console.log('>>> Entering invokeLambda');

   // If the payload isn't a JSON string, we convert it to JSON
   let payloadStr;
   if (typeof payload === 'string')
   {
       console.log('invokeLambda:  payload parameter is already a string: ', payload);
       payloadStr = payload;
   }
   else
   {
       payloadStr = JSON.stringify(payload, null, 2);
       console.log('invokeLambda: converting payload parameter to a string: ', payloadStr);
   }

   let params = {
       FunctionName   : lambdaFunctionName,               /* string type, required */
       // ClientContext  : '',                               /* 'STRING_VALUE' */
       InvocationType : 'RequestResponse',                /* string type: 'Event' (async)| 'RequestResponse' (sync) | 'DryRun' (validate parameters y permissions) */
       // InvocationType : 'Event',

       LogType        : 'None',                           /* string type: 'None' | 'Tail' */
       // LogType        : 'Tail',
       Payload        : payloadStr,                       /* Buffer.from('...') || 'JSON_STRING' */ /* Strings will be Base-64 encoded on your behalf */
       //  Qualifier      : '',                             /* STRING_VALUE' */
   };

   //
   // TODO/FIXME: add try/catch to protect this code from failures (non-existent lambda, execution errors in lambda)
   //
   const lambdaResult = await lambda.invoke(params).promise();

   console.log('Results from invoking lambda ' + lambdaFunctionName + ': ' , JSON.stringify(lambdaResult, null, 2) );

   // If you use LogType = 'Tail', you'll obtain the logs in lambdaResult.LogResult.
   // If you use 'None', there will not exist that field in the response.
   if (lambdaResult.LogResult)
   {
       console.log('Logs of lambda execution: ',  Buffer.from(lambdaResult.LogResult, 'base64').toString());
   }

   console.log('invokeLambdaSync::lambdaResult: ', lambdaResult);

   console.log('<<< Returning from invokeLambda, with lambdaResult: ', JSON.stringify(lambdaResult, null, 2));

   // The actual value returned by the lambda it is lambdaResult.Payload
   // There are other fields (some of them are optional)
   return lambdaResult;
};

//
// We'll assign this as the calling lambda handler.
//
const callingFunc = async (event) => {

   //
   // in this example We obtain the lambda name from a global variable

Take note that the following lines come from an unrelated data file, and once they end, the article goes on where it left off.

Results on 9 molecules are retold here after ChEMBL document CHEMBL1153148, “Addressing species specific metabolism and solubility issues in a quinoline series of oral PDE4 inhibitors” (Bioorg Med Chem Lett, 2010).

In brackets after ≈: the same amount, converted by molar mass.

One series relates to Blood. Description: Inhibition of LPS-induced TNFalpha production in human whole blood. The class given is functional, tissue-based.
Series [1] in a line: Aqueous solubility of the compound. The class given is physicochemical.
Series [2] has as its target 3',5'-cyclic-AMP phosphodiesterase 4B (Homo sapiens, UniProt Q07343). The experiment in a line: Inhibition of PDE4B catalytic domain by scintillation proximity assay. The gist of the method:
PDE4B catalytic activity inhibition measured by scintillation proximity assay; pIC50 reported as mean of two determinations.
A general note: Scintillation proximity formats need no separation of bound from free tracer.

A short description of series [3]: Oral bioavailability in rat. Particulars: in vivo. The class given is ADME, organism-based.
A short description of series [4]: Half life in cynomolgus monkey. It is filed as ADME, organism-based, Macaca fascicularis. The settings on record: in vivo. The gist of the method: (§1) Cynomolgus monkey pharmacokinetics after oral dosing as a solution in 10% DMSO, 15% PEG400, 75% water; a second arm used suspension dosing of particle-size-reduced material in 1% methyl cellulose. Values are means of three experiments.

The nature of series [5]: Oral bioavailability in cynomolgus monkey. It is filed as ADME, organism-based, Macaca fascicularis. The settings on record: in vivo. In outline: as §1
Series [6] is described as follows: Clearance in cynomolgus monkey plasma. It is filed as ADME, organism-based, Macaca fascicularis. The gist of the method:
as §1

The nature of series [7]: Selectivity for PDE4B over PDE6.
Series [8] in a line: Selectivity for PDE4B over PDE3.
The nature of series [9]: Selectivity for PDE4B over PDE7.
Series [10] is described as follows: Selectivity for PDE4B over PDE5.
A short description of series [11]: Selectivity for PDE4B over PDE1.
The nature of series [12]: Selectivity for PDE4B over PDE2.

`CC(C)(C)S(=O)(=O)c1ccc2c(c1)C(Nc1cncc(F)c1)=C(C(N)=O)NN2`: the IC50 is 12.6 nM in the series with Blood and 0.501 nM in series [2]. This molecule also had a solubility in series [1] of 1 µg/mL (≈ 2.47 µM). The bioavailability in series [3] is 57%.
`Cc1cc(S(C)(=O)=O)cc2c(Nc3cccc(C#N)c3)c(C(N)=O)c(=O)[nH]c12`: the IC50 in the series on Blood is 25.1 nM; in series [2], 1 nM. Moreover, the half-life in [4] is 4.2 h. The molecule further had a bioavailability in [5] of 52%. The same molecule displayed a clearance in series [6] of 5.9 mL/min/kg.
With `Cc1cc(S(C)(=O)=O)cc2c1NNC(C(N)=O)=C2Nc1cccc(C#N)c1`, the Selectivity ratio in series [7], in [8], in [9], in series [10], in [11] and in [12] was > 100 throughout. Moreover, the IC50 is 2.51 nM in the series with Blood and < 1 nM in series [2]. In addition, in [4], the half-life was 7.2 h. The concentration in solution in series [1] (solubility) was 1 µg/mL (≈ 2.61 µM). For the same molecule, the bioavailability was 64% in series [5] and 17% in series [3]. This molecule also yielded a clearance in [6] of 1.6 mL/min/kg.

//
   const lambdaFunctionName = g_LambdaFunctionName;
   
   // const payload            = '{"param1" : "value1"}';
   const payload            = event;

   //
   // invokeLambda has to be called from a async function
   // (to be able to use await)
   //
   const result = await invokeLambda(lambdaFunctionName, payload);

   console.log('result: ', result);
};

// Assing handler function
exports.handler = callingFunc;

Notice that you should use await before invokeLambda:

...
    //
    // Called from another async function
    //
    const result = await invokeLambda(lambdaFunctionName, payload);
...

Some relevant links with additional information:

1

Invoke Lambda AWS SDK Typescript

I wrote my own class to do this, parse the response and check errors. I've posted it here to save anyone else who wants the effort :) This requires aws-sdk and ts-log.

import { AWSError, Lambda } from 'aws-sdk'
import { Logger } from 'tslog';

export class LambdaClient {
    awsLambda: Lambda;
    logger: Logger;
    constructor(region: string) {
        this.awsLambda = new Lambda({ region })
        this.logger = new Logger({ name: "LambdaClient" })
    }

    trigger({ functionName, payload }): Promise<any> {
        return new Promise(
            (resolve, reject) => {
                const params = {
                    FunctionName: functionName,
                    InvocationType: 'RequestResponse',
                    LogType: 'Tail',
                    Payload: JSON.stringify(payload)
                };
                this.awsLambda.invoke(params, (err: AWSError, data: Lambda.InvocationResponse) => {
                    if (err) {
                        this.logger.error({ message: "error while triggering lambda", errorMessage: err.message })
                        return reject(err)
                    }
                    if (data.StatusCode !== 200 && data.StatusCode !== 201) {
                        this.logger.error({ message: "expected status code 200 or 201", statusCode: data.StatusCode, logs: base64ToString(data.LogResult) })
                        return reject(data)
                    }
                    const responsePayload = data.Payload
                    return resolve(JSON.parse(responsePayload.toString()))
                })

            }
        )
    }
}


function base64ToString(logs: string) {
    try {
        return Buffer.from(logs, 'base64').toString('ascii');
    } catch {
        return "Could not convert."
    }
}